In the early years of commercial air transport, the National Airspace System in the US, used by commercial airlines, comprised of controlled and uncontrolled airspace. In uncontrolled airspace, aircrews were responsible for visually identifying and avoiding other aircraft.
In later years, more airspace was brought under controlled airspace to limit mid-air collisions. Now, the National Airspace System at an altitude above 10,000 feet is all controlled airspace managed by Air Traffic Control of the Federal Aviation Administration (FAA).
In uncontrolled airspace at altitudes below 10,000 feet, aviation operations include experimental aircraft, general aviation aircraft, helicopters, gliders, and skydiving operations. These activities are subject to separate but less stringent FAA regulations. Now, the uncontrolled airspace is generally away from populated areas.
Given the growing popularity of drones or unmanned aerial systems (UASs), there is an urgent need to manage drone traffic in populated areas. NASA has taken up the task and has invented a traffic management system for drones that operate in the uncontrolled airspace, i.e. below 10,000 feet MSL.
A recent patent filed by NASA disclosed a UAS Traffic Management (UTM) system to allow safe and efficient UASs operations in low-altitude airspace. UTM supports all types of UASs operations ranging from disposable UASs with minimal avionics capabilities to highly capable UASs with sophisticated avionics and communications equipment.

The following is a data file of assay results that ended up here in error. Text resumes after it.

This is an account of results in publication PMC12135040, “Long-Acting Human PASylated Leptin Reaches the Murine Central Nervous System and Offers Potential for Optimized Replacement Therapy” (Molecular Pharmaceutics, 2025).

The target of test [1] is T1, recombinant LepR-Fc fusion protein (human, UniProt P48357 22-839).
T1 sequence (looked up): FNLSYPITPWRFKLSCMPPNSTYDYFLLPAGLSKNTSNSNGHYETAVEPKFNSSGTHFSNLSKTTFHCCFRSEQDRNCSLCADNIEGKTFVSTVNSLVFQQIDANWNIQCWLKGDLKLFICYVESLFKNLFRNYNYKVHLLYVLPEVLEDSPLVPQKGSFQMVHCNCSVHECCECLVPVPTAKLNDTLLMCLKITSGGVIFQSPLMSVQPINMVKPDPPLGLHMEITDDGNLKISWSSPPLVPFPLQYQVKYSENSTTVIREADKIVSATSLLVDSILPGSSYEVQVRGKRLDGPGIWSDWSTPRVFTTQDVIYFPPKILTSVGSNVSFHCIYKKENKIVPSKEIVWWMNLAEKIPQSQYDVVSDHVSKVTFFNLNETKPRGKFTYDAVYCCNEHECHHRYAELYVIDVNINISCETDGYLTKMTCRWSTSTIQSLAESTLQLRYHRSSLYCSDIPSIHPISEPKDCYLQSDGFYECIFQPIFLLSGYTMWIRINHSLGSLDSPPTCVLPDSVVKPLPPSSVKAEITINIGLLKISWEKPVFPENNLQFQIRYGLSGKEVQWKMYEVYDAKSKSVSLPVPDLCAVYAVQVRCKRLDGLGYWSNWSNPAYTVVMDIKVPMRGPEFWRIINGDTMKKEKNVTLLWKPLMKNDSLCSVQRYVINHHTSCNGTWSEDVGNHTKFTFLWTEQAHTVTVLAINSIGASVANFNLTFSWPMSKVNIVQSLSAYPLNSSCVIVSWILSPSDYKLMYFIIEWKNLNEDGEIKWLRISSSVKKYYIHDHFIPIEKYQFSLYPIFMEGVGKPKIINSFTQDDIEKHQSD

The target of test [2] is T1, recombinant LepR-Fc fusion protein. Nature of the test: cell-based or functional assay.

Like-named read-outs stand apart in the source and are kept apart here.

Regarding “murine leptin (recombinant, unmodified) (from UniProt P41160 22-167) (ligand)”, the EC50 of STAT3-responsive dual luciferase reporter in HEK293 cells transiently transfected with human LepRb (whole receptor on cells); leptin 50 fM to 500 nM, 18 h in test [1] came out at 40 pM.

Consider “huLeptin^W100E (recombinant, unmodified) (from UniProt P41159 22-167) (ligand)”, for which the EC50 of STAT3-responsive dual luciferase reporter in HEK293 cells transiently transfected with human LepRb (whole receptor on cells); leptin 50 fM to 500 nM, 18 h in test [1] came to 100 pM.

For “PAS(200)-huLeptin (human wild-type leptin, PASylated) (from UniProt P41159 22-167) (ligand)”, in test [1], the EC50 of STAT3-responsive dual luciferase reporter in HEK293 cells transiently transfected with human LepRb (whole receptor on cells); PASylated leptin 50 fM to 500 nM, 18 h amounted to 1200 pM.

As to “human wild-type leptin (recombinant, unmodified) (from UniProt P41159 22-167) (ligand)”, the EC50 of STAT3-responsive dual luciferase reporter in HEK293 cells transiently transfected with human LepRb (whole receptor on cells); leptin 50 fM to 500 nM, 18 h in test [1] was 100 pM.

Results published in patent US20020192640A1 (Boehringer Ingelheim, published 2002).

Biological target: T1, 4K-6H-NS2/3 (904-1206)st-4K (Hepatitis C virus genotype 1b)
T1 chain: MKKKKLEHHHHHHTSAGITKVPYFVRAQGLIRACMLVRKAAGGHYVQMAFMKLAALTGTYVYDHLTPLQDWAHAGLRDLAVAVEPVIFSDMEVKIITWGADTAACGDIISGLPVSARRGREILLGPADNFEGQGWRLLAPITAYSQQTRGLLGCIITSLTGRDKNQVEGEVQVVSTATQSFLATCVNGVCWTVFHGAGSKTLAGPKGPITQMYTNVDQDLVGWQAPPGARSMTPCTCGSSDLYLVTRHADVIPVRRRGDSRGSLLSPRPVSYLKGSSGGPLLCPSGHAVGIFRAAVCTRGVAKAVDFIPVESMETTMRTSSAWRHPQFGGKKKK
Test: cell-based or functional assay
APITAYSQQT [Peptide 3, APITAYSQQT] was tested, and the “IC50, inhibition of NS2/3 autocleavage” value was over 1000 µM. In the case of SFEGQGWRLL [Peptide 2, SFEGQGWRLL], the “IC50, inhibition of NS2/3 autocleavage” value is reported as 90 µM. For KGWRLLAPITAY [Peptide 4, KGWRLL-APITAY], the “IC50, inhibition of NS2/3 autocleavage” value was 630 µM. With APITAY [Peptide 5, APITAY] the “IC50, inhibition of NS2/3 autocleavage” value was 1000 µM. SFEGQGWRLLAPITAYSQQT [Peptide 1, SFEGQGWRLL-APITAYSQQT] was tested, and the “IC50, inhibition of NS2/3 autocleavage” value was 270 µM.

Specifically, the UTM supports safe and efficient low-altitude UASs operations by providing airspace design and rules where, for example, altitudes are assigned based on direction of flight; geo-fencing design and updates based on need to avoid sensitive areas (e.g., noise sensitive areas or high value assets); surveillance of vehicles; weather and wind prediction and integration with route and flow management; avoidance of hazardous winds, wake, and weather (W3); congestion management; constraint and obstacle management (e.g., terrain, tall natural and man-made structures).
The UTM will allow the use of drones in cities and other populated areas and usher in the commercial drone era.
Publication number: US 20160275801
Patent Title: Unmanned Aerial Systems Traffic Management
Publication date: 22 Sep 2016
Filing date: 19 Dec 2014
Inventors: Parimal Kopardekar;
Original Assignee: USA as Represented by the Administrator of the National Aeronautics & Space Administration (NASA)